The SBGN project was launched in 2005 as a united effort to specifically develop a new graphical standard for molecular and systems-biology applications. The project, which was initiated by Hiroaki Kitano of the Systems Biology Institute in Tokyo, Japan, is coordinated by Nicolas Le Novère of the European Molecular Biology Laboratory's European Bioinformatics Institute in Cambridge, England, and senior research fellow Michael Hucka, codirector of the Biological Network Modeling Center at Caltech's Beckman Institute. The international team of researchers that created SBGN is composed of biochemists, modelers, and computer scientists, who developed the notation in collaboration with a broader community of researchers constituting the target user community.

"Engineers, architects, physicists, and software developers all have standard graphical notations for depicting the things they work on, which makes it possible for everyone in those fields to be on the same page, as it were," says Hucka. "I think SBGN represents the first truly broad-based attempt at establishing the same kind of standardization in biology."

SBGN will make it easier for biologists to understand each other's models and share network diagrams more easily, which, Hucka says, has never been more important than in today's era of high-throughput technologies and large-scale network reconstruction efforts. A standard graphical notation will help researchers share this mass of data more efficiently and accurately, which will benefit systems biologists working on a variety of biochemical processes, including gene regulation, metabolism, and cellular signaling.

"Finally, and perhaps most excitingly," adds Hucka, "I believe that, just as happened with the engineering fields, SBGN will act as an enabler for the emergence of new industries devoted to the creation of software tools for working with SBGN, as well as its teaching and publication."

Previous graphical notations in biology have tended to be ambiguous, used in different ways by different researchers, and only suited to specific needs—for example, to represent metabolic networks or signaling pathways. Past efforts to create a more rigid notation failed to become accepted as a standard by the community. Hucka and his collaborators believe that SBGN should be more successful because it represents a more concerted effort to establish a standard by engaging many biologists, modelers, and software-tool developers. In fact, many of those involved in the SBGN effort are the same pioneers who proposed previous notations, demonstrating the degree to which they endorse SBGN as a new standard.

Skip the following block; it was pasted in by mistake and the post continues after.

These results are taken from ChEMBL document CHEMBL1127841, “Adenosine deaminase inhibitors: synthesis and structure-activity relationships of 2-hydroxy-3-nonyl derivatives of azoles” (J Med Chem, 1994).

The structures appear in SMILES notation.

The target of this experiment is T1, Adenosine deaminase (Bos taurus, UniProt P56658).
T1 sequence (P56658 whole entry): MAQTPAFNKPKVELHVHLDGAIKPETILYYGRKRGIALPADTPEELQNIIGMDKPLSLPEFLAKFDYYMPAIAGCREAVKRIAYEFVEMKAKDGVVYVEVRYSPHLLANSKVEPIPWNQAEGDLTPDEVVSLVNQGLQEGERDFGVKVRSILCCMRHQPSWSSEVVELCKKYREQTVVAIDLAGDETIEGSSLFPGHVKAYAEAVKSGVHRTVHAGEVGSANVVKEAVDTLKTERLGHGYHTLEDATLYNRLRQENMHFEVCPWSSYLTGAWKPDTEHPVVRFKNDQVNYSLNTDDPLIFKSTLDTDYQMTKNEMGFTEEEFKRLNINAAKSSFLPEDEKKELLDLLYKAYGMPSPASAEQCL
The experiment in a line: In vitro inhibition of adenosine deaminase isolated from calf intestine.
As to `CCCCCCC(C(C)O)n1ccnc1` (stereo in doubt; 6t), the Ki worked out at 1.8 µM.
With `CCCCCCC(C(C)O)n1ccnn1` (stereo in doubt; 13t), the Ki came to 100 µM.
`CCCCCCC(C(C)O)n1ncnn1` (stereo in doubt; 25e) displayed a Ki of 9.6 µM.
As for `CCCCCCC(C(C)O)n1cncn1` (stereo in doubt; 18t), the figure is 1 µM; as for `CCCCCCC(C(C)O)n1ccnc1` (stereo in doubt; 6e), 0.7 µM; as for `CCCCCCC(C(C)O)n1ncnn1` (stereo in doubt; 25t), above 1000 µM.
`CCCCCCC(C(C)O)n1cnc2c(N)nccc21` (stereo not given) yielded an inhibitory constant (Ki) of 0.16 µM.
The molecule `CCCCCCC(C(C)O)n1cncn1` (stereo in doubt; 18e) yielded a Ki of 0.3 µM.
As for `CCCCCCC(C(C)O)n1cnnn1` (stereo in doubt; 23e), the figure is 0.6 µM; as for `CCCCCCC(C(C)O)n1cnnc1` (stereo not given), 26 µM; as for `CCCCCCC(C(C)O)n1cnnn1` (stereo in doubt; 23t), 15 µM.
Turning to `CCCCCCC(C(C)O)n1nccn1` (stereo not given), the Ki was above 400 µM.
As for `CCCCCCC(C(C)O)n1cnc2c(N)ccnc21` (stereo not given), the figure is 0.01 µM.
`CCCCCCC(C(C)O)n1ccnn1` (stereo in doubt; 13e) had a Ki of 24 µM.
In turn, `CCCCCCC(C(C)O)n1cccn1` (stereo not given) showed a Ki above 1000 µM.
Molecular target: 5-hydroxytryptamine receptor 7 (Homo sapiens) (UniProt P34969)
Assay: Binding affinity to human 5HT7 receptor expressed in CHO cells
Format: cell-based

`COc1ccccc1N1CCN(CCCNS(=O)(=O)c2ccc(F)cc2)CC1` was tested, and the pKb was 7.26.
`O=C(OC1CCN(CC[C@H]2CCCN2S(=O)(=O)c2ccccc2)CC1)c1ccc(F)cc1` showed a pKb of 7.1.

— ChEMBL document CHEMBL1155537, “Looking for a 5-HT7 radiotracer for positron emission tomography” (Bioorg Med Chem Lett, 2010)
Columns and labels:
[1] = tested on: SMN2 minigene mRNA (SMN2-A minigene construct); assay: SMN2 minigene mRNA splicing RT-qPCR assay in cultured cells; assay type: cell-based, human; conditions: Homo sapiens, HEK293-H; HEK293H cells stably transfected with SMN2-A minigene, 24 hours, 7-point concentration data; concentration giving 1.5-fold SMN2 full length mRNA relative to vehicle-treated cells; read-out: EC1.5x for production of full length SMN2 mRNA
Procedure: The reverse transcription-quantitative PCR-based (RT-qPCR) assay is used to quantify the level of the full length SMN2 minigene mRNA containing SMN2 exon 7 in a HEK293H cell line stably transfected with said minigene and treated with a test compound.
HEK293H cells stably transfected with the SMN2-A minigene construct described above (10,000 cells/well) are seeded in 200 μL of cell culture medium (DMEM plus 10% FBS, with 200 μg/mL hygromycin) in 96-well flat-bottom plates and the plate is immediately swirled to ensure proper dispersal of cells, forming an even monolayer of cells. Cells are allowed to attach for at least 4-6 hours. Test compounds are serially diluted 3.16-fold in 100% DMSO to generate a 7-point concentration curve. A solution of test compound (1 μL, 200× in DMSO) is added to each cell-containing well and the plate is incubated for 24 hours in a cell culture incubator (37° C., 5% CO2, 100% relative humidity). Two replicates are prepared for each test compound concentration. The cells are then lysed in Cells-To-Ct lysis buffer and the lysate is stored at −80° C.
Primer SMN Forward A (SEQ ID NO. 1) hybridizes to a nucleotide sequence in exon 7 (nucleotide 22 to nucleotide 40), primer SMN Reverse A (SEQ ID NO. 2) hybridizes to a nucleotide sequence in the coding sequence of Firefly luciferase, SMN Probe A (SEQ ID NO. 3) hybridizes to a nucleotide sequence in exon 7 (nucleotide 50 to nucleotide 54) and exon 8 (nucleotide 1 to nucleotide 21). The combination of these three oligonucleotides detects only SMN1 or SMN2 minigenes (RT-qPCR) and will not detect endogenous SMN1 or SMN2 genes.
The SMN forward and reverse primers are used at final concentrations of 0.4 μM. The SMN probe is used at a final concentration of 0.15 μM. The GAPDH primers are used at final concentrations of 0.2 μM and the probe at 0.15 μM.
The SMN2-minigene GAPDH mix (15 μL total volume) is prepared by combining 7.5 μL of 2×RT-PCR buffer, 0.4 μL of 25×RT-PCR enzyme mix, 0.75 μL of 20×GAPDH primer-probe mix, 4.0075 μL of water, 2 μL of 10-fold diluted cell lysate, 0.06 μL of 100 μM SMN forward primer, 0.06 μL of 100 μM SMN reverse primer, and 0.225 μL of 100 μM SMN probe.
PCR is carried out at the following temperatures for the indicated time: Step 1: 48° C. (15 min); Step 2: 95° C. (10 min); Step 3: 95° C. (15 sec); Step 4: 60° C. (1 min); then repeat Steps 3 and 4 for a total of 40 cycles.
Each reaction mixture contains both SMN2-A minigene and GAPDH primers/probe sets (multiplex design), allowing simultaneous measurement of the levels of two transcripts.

To ensure that this new visual language does not become too vast and complicated, the researchers decided to define three separate types of diagram, which describe molecular process, relationships between entities, and links among biochemical activities. These different types of diagrams complement each other by representing different "views" of the same information, presented in different ways for different purposes, but reusing most of the same graphical symbols. This approach reduces the complexity of any one type of diagram while broadening the range of what can be expressed about a given biological system.

"As biology focuses more on managing complexity with quantitative and systematic methods, standards such as SBGN play an essential role. SBGN combines an intuitive notation with the rigorous style of engineering and math," says John Doyle, the John G. Braun Professor of Control and Dynamical Systems, Bioengineering, and Electrical Engineering at Caltech.

"As with SBML (the Systems Biology Markup Language), Mike and his collaborators have provided the kind of solid foundation that the whole community can build on. SBML has been a highly successful standardization effort for software interoperability, and SBGN is sure to have the same kind of impact on human communication in biology," Doyle adds.


The work at Caltech in the paper, "The Systems Biology Graphical Notation," was supported by the New Energy and Industrial Technology Development Organization and a Beckman Institute grant funding the Biological Network Modeling Center.